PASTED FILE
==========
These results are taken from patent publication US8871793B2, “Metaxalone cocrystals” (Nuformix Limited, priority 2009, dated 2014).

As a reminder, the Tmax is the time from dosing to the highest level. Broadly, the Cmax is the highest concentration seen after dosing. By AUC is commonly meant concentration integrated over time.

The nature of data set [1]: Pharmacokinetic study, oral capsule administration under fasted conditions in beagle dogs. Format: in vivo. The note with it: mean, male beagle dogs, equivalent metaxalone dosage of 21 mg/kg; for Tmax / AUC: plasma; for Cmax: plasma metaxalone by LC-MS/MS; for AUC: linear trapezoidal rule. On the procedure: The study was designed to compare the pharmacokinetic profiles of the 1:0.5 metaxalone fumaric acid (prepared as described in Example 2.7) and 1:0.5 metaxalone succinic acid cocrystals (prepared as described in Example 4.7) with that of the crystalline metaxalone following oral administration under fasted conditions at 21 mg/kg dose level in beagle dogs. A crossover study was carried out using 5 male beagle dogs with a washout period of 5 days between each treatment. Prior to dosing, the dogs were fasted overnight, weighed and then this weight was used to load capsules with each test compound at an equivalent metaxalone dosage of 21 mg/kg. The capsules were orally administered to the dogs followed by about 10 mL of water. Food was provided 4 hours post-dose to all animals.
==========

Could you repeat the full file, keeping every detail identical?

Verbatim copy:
These results are taken from patent publication US8871793B2, “Metaxalone cocrystals” (Nuformix Limited, priority 2009, dated 2014).

As a reminder, the Tmax is the time from dosing to the highest level. Broadly, the Cmax is the highest concentration seen after dosing. By AUC is commonly meant concentration integrated over time.

The nature of data set [1]: Pharmacokinetic study, oral capsule administration under fasted conditions in beagle dogs. Format: in vivo. The note with it: mean, male beagle dogs, equivalent metaxalone dosage of 21 mg/kg; for Tmax / AUC: plasma; for Cmax: plasma metaxalone by LC-MS/MS; for AUC: linear trapezoidal rule. On the procedure: The study was designed to compare the pharmacokinetic profiles of the 1:0.5 metaxalone fumaric acid (prepared as described in Example 2.7) and 1:0.5 metaxalone succinic acid cocrystals (prepared as described in Example 4.7) with that of the crystalline metaxalone following oral administration under fasted conditions at 21 mg/kg dose level in beagle dogs. A crossover study was carried out using 5 male beagle dogs with a washout period of 5 days between each treatment. Prior to dosing, the dogs were fasted overnight, weighed and then this weight was used to load capsules with each test compound at an equivalent metaxalone dosage of 21 mg/kg. The capsules were orally administered to the dogs followed by about 10 mL of water. Food was provided 4 hours post-dose to all animals.